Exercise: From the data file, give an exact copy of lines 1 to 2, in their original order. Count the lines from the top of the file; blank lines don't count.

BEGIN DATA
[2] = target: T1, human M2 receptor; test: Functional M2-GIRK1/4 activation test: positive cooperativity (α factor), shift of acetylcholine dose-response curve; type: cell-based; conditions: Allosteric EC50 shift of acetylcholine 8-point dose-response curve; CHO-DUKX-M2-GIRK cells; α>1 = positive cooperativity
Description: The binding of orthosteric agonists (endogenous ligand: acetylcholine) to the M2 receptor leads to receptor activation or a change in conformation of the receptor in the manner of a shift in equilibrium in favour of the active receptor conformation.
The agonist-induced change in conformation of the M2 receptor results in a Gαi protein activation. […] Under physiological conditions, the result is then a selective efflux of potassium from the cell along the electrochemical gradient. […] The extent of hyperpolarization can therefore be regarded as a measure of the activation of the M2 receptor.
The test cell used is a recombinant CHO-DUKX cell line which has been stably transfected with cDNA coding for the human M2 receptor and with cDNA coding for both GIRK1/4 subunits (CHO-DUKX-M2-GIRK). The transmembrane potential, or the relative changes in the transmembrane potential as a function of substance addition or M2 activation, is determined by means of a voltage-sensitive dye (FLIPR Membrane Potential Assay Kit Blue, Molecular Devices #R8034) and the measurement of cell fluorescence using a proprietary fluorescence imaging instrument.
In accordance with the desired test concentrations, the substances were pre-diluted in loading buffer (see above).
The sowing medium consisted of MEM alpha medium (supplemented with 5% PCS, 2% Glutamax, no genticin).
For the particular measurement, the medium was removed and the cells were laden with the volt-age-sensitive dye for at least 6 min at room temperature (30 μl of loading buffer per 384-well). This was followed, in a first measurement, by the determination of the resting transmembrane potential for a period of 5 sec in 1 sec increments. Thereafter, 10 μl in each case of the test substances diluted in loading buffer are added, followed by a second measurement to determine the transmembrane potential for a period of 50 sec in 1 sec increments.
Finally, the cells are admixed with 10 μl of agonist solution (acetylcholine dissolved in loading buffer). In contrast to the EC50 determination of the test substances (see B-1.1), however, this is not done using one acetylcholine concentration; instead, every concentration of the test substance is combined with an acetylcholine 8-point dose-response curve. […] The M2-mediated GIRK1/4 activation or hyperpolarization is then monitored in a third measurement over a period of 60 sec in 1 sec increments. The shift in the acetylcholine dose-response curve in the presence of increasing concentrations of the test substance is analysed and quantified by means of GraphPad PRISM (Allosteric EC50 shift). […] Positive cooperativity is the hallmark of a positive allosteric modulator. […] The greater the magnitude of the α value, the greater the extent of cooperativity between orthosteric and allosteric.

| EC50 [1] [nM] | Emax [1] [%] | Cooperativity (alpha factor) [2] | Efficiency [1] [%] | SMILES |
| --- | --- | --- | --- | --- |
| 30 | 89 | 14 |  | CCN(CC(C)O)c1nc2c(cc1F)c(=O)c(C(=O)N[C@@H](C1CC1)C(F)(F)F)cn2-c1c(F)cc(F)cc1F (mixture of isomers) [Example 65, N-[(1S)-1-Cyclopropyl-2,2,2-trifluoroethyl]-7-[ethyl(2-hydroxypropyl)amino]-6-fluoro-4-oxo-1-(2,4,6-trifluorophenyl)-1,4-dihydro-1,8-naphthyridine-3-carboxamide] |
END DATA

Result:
[2] = target: T1, human M2 receptor; test: Functional M2-GIRK1/4 activation test: positive cooperativity (α factor), shift of acetylcholine dose-response curve; type: cell-based; conditions: Allosteric EC50 shift of acetylcholine 8-point dose-response curve; CHO-DUKX-M2-GIRK cells; α>1 = positive cooperativity
Description: The binding of orthosteric agonists (endogenous ligand: acetylcholine) to the M2 receptor leads to receptor activation or a change in conformation of the receptor in the manner of a shift in equilibrium in favour of the active receptor conformation.